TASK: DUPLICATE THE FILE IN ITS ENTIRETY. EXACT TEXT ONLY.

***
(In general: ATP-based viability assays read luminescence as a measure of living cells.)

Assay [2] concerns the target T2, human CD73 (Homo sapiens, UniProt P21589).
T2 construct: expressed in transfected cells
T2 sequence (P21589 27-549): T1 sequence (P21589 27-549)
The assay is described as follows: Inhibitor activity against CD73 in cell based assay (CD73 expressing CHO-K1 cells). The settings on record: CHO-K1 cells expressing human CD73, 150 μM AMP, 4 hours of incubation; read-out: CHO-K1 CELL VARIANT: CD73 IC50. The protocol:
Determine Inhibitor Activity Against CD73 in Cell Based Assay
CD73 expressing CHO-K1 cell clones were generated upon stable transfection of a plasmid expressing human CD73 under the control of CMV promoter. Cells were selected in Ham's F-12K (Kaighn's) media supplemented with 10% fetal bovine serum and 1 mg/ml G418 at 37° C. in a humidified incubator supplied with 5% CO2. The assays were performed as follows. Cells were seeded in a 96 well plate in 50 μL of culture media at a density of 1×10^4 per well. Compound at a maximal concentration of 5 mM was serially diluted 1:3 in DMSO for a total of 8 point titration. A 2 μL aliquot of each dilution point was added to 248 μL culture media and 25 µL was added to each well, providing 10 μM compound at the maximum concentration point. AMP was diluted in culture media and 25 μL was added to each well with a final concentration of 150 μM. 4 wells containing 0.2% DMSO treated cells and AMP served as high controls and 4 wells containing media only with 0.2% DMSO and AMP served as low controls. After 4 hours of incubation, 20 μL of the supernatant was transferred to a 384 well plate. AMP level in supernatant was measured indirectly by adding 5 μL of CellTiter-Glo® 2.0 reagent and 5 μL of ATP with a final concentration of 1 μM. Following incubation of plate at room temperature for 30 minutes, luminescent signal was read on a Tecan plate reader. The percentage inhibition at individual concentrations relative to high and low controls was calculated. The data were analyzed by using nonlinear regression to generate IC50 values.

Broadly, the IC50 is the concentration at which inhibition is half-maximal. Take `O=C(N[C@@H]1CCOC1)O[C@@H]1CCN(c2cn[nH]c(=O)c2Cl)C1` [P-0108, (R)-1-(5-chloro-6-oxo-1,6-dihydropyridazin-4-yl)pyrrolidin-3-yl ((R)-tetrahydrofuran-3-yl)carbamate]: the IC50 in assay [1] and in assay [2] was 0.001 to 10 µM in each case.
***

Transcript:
(In general: ATP-based viability assays read luminescence as a measure of living cells.)

Assay [2] concerns the target T2, human CD73 (Homo sapiens, UniProt P21589).
T2 construct: expressed in transfected cells
T2 sequence (P21589 27-549): T1 sequence (P21589 27-549)
The assay is described as follows: Inhibitor activity against CD73 in cell based assay (CD73 expressing CHO-K1 cells). The settings on record: CHO-K1 cells expressing human CD73, 150 μM AMP, 4 hours of incubation; read-out: CHO-K1 CELL VARIANT: CD73 IC50. The protocol:
Determine Inhibitor Activity Against CD73 in Cell Based Assay
CD73 expressing CHO-K1 cell clones were generated upon stable transfection of a plasmid expressing human CD73 under the control of CMV promoter. Cells were selected in Ham's F-12K (Kaighn's) media supplemented with 10% fetal bovine serum and 1 mg/ml G418 at 37° C. in a humidified incubator supplied with 5% CO2. The assays were performed as follows. Cells were seeded in a 96 well plate in 50 μL of culture media at a density of 1×10^4 per well. Compound at a maximal concentration of 5 mM was serially diluted 1:3 in DMSO for a total of 8 point titration. A 2 μL aliquot of each dilution point was added to 248 μL culture media and 25 µL was added to each well, providing 10 μM compound at the maximum concentration point. AMP was diluted in culture media and 25 μL was added to each well with a final concentration of 150 μM. 4 wells containing 0.2% DMSO treated cells and AMP served as high controls and 4 wells containing media only with 0.2% DMSO and AMP served as low controls. After 4 hours of incubation, 20 μL of the supernatant was transferred to a 384 well plate. AMP level in supernatant was measured indirectly by adding 5 μL of CellTiter-Glo® 2.0 reagent and 5 μL of ATP with a final concentration of 1 μM. Following incubation of plate at room temperature for 30 minutes, luminescent signal was read on a Tecan plate reader. The percentage inhibition at individual concentrations relative to high and low controls was calculated. The data were analyzed by using nonlinear regression to generate IC50 values.

Broadly, the IC50 is the concentration at which inhibition is half-maximal. Take `O=C(N[C@@H]1CCOC1)O[C@@H]1CCN(c2cn[nH]c(=O)c2Cl)C1` [P-0108, (R)-1-(5-chloro-6-oxo-1,6-dihydropyridazin-4-yl)pyrrolidin-3-yl ((R)-tetrahydrofuran-3-yl)carbamate]: the IC50 in assay [1] and in assay [2] was 0.001 to 10 µM in each case.